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HMS Kent keeps busy in Indo-Pacific

HMS Kent takes part in formation sailing with the UK Carrier Strike Group and allies. Picture: LPhot Dan Rosenbaum
20 October 2021
After some rest and recuperation alongside in Guam, HMS Kent’s sailors were ready to get back into the thick of Carrier Strike Group activities.

The Portsmouth-based frigate is currently in the Indo-Pacific region and has taken part in a number of exercises alongside fellow Royal Navy ships and allies.

Shortly after sailing from Guam, Kent and the HMS Queen Elizabeth-led task group met up with United States carriers USS Carl Vinson and Ronald Reagan as well as Japanese ship JS Ise and vessels from Canadian and Dutch navies.

Weapon Engineering Technician Joe Sanderson is serving on his first ship, having joined Kent in September. He said: “Being the first time to step on a warship following my completion of training is something I am particularly proud of.

“However, on sailing from Guam and to be able to witness the sheer number of ships sailing in formation along with the formation fly-past conducted by F-35 Lightning jets and F-18 Hornets – this will be a moment that I will remember for a long time to come.”

After completing close manoeuvring and sailing in formation, it was time for Kent to take on fuel and other critical stores for the next leg of their journey. Rough weather created difficult conditions for the replenishment-at-sea (RAS) with Royal Fleet Auxiliary tanker RFA Tidespring.

“Since deploying with the ship earlier this year we have conducted a number of replenishments-at-sea and although to most people this might seem mundane, no RAS is the same,” said Seaman specialist Able Seaman James Watson.

“This one was particularly tasty given the sea state, but we are all experienced and trained to a high level to conduct replenishments in all conditions.”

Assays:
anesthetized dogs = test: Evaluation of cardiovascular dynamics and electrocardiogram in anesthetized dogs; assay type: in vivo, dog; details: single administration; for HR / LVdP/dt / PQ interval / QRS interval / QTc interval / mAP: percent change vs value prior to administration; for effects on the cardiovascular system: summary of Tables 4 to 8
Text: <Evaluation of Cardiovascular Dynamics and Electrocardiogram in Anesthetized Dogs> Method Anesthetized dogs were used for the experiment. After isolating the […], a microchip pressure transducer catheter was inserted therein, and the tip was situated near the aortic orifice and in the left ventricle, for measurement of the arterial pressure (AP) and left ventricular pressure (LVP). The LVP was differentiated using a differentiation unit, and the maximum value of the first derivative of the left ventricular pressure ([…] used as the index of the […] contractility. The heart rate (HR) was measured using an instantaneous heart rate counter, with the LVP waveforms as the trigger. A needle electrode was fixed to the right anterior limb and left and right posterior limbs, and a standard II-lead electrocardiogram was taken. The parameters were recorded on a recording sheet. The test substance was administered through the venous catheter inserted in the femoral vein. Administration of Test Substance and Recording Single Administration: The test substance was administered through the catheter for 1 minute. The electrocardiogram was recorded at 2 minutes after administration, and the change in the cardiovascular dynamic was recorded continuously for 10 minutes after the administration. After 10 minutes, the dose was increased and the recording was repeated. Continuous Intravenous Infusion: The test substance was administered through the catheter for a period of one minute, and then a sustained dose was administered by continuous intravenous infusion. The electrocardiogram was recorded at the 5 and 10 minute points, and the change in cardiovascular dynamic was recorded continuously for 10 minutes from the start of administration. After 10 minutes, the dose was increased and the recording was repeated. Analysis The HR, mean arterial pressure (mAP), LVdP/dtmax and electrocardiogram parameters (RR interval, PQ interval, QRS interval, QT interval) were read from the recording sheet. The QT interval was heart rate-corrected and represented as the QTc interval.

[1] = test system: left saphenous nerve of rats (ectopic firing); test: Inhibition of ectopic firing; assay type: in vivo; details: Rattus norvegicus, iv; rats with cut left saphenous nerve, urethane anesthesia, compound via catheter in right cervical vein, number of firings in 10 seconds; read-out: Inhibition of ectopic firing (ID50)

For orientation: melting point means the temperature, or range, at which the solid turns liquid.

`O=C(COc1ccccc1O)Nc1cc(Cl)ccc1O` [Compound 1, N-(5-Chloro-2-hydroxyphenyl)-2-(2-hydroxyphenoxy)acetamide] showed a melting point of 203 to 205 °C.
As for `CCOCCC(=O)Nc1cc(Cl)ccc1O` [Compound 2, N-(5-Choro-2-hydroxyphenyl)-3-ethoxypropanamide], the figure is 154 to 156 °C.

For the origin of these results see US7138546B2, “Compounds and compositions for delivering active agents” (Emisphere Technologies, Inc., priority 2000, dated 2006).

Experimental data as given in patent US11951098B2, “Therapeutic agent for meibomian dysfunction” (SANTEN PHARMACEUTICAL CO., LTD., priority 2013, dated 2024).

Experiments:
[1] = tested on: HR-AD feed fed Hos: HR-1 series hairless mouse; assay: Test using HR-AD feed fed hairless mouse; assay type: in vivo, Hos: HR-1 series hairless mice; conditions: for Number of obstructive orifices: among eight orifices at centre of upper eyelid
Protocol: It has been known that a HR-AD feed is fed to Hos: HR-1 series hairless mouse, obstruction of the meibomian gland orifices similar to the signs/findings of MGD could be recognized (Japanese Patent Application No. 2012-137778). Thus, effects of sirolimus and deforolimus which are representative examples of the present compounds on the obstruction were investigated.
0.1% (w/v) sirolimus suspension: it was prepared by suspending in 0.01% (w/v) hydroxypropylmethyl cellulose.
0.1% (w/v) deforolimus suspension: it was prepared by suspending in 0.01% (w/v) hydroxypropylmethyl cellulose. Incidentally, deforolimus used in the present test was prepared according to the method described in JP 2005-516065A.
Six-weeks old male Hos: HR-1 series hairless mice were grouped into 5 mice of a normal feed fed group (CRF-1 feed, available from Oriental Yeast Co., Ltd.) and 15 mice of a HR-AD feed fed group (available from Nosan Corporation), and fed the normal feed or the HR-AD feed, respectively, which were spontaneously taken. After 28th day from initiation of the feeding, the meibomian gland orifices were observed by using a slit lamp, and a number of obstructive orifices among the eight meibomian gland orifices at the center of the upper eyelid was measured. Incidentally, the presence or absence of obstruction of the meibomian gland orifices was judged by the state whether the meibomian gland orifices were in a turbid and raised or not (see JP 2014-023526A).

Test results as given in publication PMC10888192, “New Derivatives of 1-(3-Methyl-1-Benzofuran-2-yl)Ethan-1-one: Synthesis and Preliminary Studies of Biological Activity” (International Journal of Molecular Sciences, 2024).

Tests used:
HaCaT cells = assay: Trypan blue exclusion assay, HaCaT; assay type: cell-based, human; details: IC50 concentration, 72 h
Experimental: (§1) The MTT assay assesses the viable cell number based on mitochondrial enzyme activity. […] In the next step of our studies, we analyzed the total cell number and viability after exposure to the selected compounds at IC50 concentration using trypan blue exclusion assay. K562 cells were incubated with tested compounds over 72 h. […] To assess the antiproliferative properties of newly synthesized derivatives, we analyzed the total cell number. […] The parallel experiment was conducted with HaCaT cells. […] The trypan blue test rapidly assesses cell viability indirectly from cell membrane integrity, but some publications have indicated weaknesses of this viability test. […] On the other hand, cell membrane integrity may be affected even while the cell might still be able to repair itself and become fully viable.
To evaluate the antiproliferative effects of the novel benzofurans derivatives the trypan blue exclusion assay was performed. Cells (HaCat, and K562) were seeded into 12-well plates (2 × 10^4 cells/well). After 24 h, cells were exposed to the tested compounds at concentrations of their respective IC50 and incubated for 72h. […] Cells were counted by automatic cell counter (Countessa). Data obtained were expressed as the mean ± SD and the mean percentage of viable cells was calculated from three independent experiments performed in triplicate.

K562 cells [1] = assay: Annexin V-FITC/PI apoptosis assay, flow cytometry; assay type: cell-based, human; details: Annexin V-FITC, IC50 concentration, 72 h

Being the first time to step on a warship following my completion of training is something I am particularly proud of

Weapon Engineering Technician Joe Sanderson

While at sea, the ship hosted Captain James Blackmore, the UK Carrier Strike Group Commander Air Wing. He is responsible for and oversees the operations of all aircraft assigned to the task group including Kent’s embarked Wildcat helicopter from Yeovilton-based 815 Naval Air Squadron.

During his visit, Captain Blackmore spoke with the helicopter’s engineers and crew on their experiences so far and their operations. He also chatted to the team in the frigate’s operations room to learn about the ship’s primary function: anti-submarine warfare.

It has been a busy schedule for 206 Flight, including training variant torpedo loading drills. This saw the crew learn and practise how to load a dummy weapon on to the Wildcat on a wet afternoon, with the training continuing into the evening.

Flight observer Lieutenant Maxwell Randles-Hall said: “Rearming an aircraft while rotors are running is an essential aspect of front-line operations. As a newly-qualified observer this training serial provided me with an excellent opportunity to gain an understanding of the challenge it presents the flight’s technicians.

“Manoeuvring an extremely heavy weapon on a pitching and rolling deck is one of the many unique challenges faced by those involved in maritime aviation.”

Along with formation sailing, torpedo drills and port visits, Kent’s sailors also had to ensure their emergency skills were up to scratch with a series of major incident training. This included a fire exercise with a fire in the galley.

Leading Chef Sharon Duffy, team leader for the firefighting team, said: “In a potential deep fat fryer fire in the galley, there are a number of options available to extinguish the fire, be it the chefs on watch using extinguishers or by using the number of isolation extinguishers we have inside and outside the galley.

“In every sense the fire would be out in seconds but for today’s benefit of training we used a ten-man fire team to conduct a re-entry into the compartment that ‘for exercise’ was fully on fire.”

HMS Kent is in Bangladesh where she will remain for a few days before continuing on operations.

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